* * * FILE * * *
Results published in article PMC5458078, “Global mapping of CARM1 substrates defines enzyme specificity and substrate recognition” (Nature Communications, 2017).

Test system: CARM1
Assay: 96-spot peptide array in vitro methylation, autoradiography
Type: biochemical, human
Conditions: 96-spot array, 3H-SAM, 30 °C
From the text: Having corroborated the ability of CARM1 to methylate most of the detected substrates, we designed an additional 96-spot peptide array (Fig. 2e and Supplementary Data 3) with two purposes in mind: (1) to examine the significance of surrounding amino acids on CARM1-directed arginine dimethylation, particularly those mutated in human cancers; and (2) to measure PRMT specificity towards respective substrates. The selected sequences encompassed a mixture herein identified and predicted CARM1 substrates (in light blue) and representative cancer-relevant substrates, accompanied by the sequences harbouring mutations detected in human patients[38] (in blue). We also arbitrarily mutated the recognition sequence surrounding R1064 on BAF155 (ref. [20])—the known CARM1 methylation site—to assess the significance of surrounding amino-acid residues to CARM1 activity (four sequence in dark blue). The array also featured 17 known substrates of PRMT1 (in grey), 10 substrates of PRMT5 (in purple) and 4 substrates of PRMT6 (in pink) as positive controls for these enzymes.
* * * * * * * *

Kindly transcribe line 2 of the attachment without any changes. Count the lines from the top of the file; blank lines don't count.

Test system: CARM1